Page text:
Will Thunder open to an empty house?
Will Thunder fans be allowed in the downtown arena when the NBA returns Dec. 22?
With the pandemic unrelenting, the city of Oklahoma City is wrestling with how to reopen public buildings.
That includes the Thunder's home court and City Hall, where the city council later this month will meet in person for the first time since March 17.
Tom Anderson, special projects manager in the office of Craig Freeman, Oklahoma City's city manager, said Friday multiple plans for reopening Chesapeake Energy Arena for basketball have been developed, taking into consideration a range of contingencies.
Those include playing with limited seating capacity, as well as playing without fans.
A final decision rests first on an assessment of the health risks to fans, players and staff, he said.
"I can't tell you one way or another," Anderson said. "We're not there yet."
Freeman said Thursday that meetings among city officials and arena managers would continue next week.
- Related to this story
- Article: Consistency a challenge for Oklahoma schools in COVID-19 era
- Article: Here’s what we know about COVID-19 in Oklahoma City metro area schools
- Article: Oklahoma sees record number of virus hospitalizations
- Article: Delay possible for in-person classes in OKC schools
- Article: Are Oklahoma hospitals nearing ICU capacity due to COVID-19?
- Article: OKC metro schools cancel Friday classes, adjust next week
- Article: Billboards call for Oklahoma school mask mandate
- Article: Oklahoma reports 2,736 new COVID-19 cases, 15 deaths Tuesday
- Article: OKC schools don't expect delay for 1st-12th grade return
- Article: Pressure on hospitals intensifies as OKC reaches Tier 3 of COVID-19 surge plan
- Article: Tinker Air Force Base declares public health emergency following increase in COVID-19 cases
- Article: How does Oklahoma's COVID-19 hospital surge plan work?
- Article: Local hospitals working together to prevent COVID crush
- Article: Oklahoma officials place responsibility on state residents after huge surge in COVID cases
- Article: Mayor Holt would welcome statewide mask mandate by Gov. Kevin Stitt
- Article: Oklahoma health officials balk at mandating masks
- Article: Teachers protest at contentious OKC school board meeting
- Article: Some OKC parents excited about kids' return to classrooms; some teachers, not so much
- Article: Vaccine will be safe and end pandemic, head of Oklahoma research institute says
- Article: Oklahoma state school board doesn't budge on mask policy
- Article: Contact tracing underway after two Oklahoma House members test positive for COVID-19
- Article: Citing COVID-19 concerns, Oklahoma Senate cancels ceremonial swearing in 'out of an abundance of caution'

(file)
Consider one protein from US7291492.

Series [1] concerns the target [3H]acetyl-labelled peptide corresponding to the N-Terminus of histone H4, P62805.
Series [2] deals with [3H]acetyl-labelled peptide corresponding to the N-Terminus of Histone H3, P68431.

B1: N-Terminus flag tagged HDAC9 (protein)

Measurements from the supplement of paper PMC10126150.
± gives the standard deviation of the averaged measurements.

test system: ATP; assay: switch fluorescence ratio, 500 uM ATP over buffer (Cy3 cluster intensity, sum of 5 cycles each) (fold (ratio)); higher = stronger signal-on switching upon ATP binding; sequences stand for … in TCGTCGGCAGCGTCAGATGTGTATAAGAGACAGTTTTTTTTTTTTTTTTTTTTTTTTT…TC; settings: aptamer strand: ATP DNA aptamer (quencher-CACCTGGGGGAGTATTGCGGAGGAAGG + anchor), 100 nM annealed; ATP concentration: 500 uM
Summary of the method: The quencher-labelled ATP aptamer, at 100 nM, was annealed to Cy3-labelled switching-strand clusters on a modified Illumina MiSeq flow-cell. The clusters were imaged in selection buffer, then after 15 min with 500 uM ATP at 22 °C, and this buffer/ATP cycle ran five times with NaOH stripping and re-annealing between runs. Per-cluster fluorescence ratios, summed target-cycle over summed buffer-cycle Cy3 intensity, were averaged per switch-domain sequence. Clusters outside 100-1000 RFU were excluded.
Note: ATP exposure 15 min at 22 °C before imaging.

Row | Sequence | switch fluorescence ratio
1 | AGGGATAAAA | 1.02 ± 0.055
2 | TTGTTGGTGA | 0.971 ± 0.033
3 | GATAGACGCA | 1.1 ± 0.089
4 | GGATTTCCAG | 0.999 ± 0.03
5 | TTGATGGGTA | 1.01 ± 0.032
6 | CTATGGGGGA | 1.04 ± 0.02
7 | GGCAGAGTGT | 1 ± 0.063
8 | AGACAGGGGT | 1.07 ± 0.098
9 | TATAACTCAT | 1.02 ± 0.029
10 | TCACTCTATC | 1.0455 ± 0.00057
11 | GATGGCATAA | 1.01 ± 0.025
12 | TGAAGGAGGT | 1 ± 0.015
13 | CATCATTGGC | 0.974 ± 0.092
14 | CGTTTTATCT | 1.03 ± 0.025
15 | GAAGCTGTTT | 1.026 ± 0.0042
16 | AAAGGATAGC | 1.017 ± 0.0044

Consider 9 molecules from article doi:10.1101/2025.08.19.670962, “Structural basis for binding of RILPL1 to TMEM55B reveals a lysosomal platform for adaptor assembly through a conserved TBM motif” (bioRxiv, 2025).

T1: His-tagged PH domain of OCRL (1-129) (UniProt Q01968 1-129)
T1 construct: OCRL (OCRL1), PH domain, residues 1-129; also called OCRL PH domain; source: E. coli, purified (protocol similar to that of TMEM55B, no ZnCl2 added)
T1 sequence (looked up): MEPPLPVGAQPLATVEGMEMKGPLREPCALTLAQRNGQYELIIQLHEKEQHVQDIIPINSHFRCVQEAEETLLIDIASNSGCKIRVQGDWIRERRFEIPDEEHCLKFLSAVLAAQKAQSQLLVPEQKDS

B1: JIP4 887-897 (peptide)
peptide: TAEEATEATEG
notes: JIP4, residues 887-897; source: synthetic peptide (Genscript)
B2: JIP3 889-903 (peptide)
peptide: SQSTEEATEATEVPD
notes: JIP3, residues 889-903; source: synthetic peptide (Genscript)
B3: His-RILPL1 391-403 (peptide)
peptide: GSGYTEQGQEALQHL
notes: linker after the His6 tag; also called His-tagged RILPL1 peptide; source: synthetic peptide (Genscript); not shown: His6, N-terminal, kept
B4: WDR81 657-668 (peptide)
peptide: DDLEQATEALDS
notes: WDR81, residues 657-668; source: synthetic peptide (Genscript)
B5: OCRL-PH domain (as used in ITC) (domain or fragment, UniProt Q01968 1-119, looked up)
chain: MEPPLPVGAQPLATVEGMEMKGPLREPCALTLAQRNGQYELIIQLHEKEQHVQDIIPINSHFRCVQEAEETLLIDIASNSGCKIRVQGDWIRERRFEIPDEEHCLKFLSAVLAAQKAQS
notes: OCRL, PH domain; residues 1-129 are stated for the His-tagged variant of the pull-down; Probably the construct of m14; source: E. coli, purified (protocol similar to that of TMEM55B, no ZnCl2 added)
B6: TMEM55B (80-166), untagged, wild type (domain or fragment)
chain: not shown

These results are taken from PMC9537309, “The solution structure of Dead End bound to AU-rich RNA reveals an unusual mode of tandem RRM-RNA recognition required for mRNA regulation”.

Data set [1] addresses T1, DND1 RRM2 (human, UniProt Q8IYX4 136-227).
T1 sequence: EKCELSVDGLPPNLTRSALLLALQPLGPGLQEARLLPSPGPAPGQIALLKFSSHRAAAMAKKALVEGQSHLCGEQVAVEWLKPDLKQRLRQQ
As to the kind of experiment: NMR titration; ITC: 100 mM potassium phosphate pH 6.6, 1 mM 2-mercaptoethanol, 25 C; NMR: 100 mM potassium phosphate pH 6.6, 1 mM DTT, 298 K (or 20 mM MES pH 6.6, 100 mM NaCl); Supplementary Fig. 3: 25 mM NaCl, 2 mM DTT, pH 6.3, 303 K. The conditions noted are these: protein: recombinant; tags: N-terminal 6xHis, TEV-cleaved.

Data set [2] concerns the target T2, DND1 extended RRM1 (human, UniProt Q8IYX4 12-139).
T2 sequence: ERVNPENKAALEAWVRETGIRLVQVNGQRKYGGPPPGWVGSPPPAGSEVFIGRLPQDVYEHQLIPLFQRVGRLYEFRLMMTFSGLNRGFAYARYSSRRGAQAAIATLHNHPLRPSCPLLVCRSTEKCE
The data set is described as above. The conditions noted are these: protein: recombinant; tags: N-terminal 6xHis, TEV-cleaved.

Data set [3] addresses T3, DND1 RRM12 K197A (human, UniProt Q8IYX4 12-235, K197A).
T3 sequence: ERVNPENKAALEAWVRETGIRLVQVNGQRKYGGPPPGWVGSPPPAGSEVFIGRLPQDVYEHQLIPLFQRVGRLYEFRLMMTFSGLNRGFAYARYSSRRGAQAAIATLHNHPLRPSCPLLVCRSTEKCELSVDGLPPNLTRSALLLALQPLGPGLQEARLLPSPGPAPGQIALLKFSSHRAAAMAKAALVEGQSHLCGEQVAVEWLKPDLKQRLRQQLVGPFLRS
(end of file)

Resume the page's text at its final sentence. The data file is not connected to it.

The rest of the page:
- Article: COVID-19 surge sends OKC schoolkids back home
- Article: Oklahoma City Public Schools suspends all winter sports due to COVID numbers in Oklahoma County
- Article: Norman mayor calls on Stitt to implement mask mandate
- Video: Local hospitals working together to prevent COVID crush
"The city, the Thunder and [building manager] ASM Global are all committed to being able to host events, especially NBA games, as safely as possible," he said.
The city owns Chesapeake Energy Arena and has authority to decide when to unlock the doors, and whether and how much to limit seating capacity.
Dr. Dale Bratzler of OU Medicine said Friday he had not seen the Thunder's plans, but that substantially limiting seating capacity and creating socially distanced "pods" for immediate family members likely would be among them.
Those steps align with team and NBA announcements so far.
Bratzler is professor and chair of the health administration and policy department in the Hudson College of Public Health at The University of Oklahoma.
"Masks will have to be mandatory ... because a crowd of people, even physically distanced, that are yelling and cheering without a mask can spread aerosols and droplets a long ways," he said.
"You have to assume that someone in the crowd has the infection at current rates of transmission."
The New York Post reported this week that the NBA had distributed a four-page memo to team presidents, general managers and arena directors on safety guidelines for admitting fans.
The Clippers and Lakers announced they would open the season with no fans in attendance for home games at Staples Center in Los Angeles, in accordance with state and local health guidelines.
City Hall guidelines
Plexiglass shields have been installed between council members' seats on the "horseshoe" in the third-floor city council chamber at City Hall.
The council will resume in-person meetings Nov. 24.
Meetings including this year's rancorous deliberations over the police department budget have been held virtually since March 31. Most council members have been dialing in from home.
Masks will be required throughout the building. The south basement door will be the only entrance.
Visitors will sign a contact tracing log and undergo a temperature check before being allowed upstairs.
Every other pew in the council chamber will be taped off. Open pews will be limited to three individuals, though families will be allowed to sit together.
Air purifying machines and hand-sanitizer dispensers will be installed.
Elected bodies and advisory boards and commissions are returning to in-person meetings because a state law authorizing virtual meetings during the pandemic expired Sunday.